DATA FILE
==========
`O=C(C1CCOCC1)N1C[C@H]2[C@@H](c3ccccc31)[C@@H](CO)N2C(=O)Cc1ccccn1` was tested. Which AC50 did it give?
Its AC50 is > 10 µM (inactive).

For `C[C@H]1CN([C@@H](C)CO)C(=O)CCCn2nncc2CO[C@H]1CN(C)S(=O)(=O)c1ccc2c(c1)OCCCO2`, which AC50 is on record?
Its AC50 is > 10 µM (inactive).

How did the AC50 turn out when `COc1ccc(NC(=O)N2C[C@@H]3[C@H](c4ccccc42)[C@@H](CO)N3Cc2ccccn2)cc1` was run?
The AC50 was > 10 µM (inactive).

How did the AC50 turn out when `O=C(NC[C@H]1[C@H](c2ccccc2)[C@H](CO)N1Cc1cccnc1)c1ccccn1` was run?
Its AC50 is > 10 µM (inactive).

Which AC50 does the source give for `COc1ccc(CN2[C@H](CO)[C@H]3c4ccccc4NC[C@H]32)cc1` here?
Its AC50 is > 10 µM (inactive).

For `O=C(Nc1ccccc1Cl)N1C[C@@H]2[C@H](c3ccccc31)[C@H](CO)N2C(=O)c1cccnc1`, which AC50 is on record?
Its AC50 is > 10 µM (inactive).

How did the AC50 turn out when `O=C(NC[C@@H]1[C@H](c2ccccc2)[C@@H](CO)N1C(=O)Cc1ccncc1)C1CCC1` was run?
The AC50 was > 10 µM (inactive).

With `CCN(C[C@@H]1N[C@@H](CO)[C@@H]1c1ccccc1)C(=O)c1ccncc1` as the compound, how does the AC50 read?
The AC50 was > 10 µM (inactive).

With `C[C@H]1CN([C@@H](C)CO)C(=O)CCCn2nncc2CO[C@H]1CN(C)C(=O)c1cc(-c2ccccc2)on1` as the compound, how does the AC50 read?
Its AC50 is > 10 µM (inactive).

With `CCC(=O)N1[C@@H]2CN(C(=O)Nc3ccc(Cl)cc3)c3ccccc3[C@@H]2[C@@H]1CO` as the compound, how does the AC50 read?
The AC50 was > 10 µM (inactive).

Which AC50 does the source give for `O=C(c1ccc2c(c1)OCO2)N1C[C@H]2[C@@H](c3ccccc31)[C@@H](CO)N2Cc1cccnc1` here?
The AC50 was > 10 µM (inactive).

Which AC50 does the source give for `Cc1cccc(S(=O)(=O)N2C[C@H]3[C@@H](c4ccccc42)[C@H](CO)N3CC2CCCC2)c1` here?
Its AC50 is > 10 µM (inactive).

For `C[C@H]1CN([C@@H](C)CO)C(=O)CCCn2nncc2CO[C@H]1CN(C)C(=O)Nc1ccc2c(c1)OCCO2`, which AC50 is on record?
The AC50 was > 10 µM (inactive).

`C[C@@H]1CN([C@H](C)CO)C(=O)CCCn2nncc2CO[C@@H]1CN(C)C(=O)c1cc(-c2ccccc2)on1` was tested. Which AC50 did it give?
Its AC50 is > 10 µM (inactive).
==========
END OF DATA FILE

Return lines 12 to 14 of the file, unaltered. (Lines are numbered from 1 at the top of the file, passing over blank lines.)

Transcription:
Its AC50 is > 10 µM (inactive).

How did the AC50 turn out when `O=C(NC[C@@H]1[C@H](c2ccccc2)[C@@H](CO)N1C(=O)Cc1ccncc1)C1CCC1` was run?
The AC50 was > 10 µM (inactive).